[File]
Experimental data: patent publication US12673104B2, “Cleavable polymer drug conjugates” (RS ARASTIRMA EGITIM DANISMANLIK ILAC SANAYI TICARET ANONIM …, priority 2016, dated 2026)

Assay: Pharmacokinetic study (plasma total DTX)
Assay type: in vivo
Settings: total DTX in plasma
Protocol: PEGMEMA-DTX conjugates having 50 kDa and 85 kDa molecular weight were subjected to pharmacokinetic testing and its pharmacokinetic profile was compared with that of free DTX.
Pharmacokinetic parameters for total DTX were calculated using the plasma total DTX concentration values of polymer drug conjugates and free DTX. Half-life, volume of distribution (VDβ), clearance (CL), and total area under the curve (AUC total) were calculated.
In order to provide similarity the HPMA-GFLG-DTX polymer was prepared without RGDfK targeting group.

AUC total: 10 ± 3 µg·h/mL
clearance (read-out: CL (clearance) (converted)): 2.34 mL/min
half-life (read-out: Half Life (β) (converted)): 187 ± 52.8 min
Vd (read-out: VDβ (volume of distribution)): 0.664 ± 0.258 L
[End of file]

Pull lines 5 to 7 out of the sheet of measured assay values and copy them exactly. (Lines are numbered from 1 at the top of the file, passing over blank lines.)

Protocol: PEGMEMA-DTX conjugates having 50 kDa and 85 kDa molecular weight were subjected to pharmacokinetic testing and its pharmacokinetic profile was compared with that of free DTX.
Pharmacokinetic parameters for total DTX were calculated using the plasma total DTX concentration values of polymer drug conjugates and free DTX. Half-life, volume of distribution (VDβ), clearance (CL), and total area under the curve (AUC total) were calculated.
In order to provide similarity the HPMA-GFLG-DTX polymer was prepared without RGDfK targeting group.